FORT HOOD, Texas - Carl R. Darnall Army Medical Center emergency department and primary care medical teams earned recognition from the Military Health System Clinical Quality Leading Practice program for innovative practices in their respective disciplines May 5.
CRDAMC’s submissions, “Transforming Military Primary Care to a Value-based Model through QUiC Clinics” and “Stemming the hidden and Harmful Practice of Preemptive and Inappropriate ED Transfers in an Army MEDCEN,” finished in the top three of 76 entries and represent forward-thinking and innovative practice in the primary and inpatient care areas.
The teams weren’t focused on awards or accolades but on improving health care delivery for CRDAMC’s nearly 100,000 beneficiaries. The work challenged the status quo of routine practice in the emergency department and primary care clinics to improve patient care and ensure a medically ready and ready medical force.
“Some of the most forward-thinking and innovative minds in Army Medicine are right here at CRDAMC. These projects improve the mode and quality of healthcare for our patients, as well the readiness and capability of providers and health care system,” said Col. Brian Hall, deputy commander for medical services.
The Fort Hood community has been integral in the success of the effort by accepting and embracing the changes.
The medical teams, led by medical center commander Col. Richard Malish, began to tackle the problem of ensuring sick patients could get an appointment when they were ill instead of being sent to non-military entities or waiting days for an appointment.
The primary care team submission, “Transforming Military Primacy Care to a Value-based Model through QUIC Clinics,” is known simply as QUiC at the operational level. Before COVID-19, the team piloted the practice at West Killeen Medical Home; however, CRDAMC’s pandemic response required rapid adjustments leading to fast implementation at all medical homes.
Technically, QUiC challenged the current primary care model offering a variation on the delivery of care more aligned with the DHA quadruple aim.
“Rather than using a fixed appointment system, the QUiC model allows for agile healthcare delivery, specific to what a patient wants or needs. Reviewing transfers gives critical feedback to providers and leadership, leading to a more ready medical force, a better healthcare system, and a better patient experience,” said Hall.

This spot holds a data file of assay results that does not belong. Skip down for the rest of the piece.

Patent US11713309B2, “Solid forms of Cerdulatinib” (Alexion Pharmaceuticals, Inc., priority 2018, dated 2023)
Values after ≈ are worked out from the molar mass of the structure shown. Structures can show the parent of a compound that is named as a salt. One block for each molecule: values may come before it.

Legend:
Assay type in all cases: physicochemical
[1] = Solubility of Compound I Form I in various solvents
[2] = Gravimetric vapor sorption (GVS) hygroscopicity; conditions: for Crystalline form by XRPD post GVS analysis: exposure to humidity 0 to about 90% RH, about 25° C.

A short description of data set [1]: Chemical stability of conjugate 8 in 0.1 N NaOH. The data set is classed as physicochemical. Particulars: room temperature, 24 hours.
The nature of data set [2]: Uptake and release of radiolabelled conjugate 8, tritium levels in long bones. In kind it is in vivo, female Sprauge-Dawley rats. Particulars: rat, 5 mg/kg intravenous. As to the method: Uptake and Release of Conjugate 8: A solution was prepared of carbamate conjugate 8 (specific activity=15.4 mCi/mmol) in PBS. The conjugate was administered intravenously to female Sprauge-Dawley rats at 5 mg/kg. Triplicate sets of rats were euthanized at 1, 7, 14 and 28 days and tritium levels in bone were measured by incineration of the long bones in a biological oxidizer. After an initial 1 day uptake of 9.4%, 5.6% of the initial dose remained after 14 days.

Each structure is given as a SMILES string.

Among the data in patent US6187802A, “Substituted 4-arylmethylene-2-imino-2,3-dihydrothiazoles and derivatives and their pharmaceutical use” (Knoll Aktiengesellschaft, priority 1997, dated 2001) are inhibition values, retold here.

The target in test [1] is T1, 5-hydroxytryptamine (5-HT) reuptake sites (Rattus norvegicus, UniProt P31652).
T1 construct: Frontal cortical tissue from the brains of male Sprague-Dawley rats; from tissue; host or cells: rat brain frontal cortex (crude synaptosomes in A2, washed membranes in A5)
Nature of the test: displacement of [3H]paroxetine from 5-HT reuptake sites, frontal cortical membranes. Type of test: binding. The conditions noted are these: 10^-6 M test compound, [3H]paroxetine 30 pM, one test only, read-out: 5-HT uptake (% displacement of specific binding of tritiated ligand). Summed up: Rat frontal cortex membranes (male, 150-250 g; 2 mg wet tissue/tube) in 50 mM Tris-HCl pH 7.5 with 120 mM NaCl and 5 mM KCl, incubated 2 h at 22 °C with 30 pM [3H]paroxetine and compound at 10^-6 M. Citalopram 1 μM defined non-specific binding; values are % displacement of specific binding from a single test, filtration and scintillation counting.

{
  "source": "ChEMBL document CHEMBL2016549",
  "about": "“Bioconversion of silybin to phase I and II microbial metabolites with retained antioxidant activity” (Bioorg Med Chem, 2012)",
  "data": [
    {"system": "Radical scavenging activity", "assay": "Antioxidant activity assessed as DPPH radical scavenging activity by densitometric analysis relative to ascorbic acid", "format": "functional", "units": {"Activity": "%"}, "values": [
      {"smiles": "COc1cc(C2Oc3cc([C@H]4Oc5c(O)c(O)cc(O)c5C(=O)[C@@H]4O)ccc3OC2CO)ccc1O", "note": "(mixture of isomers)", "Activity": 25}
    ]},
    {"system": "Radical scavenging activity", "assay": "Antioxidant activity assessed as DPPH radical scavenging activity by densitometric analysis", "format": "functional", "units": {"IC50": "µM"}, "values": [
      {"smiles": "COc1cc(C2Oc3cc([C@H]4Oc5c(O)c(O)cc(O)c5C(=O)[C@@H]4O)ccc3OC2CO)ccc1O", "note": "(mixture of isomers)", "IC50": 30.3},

The QUiC system has been received well in the Fort Hood community, and more than a year’s worth of data shows consistent gains in improved access, patient experience, and staff fulfillment.
On the inpatient front, the Emergency Department team evaluated the reasons beneficiaries were being transferred to the other hospitals and found that a few adjustments could make all the difference.
The work involved in their submission, “Stemming the Hidden and Harmful Practice of Preemptive and Inappropriate ED Transfers in an Army MEDCEN” at CRDAMC, may be transparent to patients impact is seen in many areas.
Making deliberate, more informed choices about patient transfers contributes to provider readiness and improves patient satisfaction. It may seem a far cry from readiness, but at the core of the provider’s competencies is the ability to engage in critical thinking. Managing more complex cases provides fertile ground for the practice of the type of thinking required on the battlefield or other austere environments.
Both practices have improved care for Active Duty service members, retirees, and their families.
“Nothing is more fulfilling than making a system or process more efficient for our patients without sacrificing quality and safety,” said Dr. Nancy Radebaugh, assistant to the deputy for quality and safety. “The two submissions our teams were recognized for demonstrate that thoughtful, data-driven, consistently implemented challenges to the status quo can improve efficiency and create a highly reliable organization.”
The CQI Leading practice program, aims to improve the quality of care within the Military Health System by identifying and implementing effective and scalable practices across the enterprise. To earn leading practice recognition, an organization must identify a measurable health service, process, or solution that improves outcomes and maximize value.
“The CRDAMC team worked hard to create new and innovative practices in primary and inpatient care. We were not afraid to assume risk to discover better ways of tackling complex issues within healthcare. We knew early on that our practices had merit. As metrics continuously improved, we packaged the ideas for scale and spread,” said Col. Richard Malish, commander of Carl R. Darnall Army Medical Center.
CRDAMC’s topics did just that by creating a culture that improved the delivery of primary care for beneficiaries and reducing the number of patient transfers from the medical center’s emergency department to civilian hospitals.
Having a leading practice for a health care entity is like having a restaurant franchise. The consumer can be assured of the same quality and experience regardless of location. Similarly, in the MHS, an identified leading practice is characterized by its ability to be effectively and consistently implemented throughout the enterprise. This franchise type effort offers military medicine beneficiaries, whether active duty or family member same quality experience and builds confidence and trust in military medicine.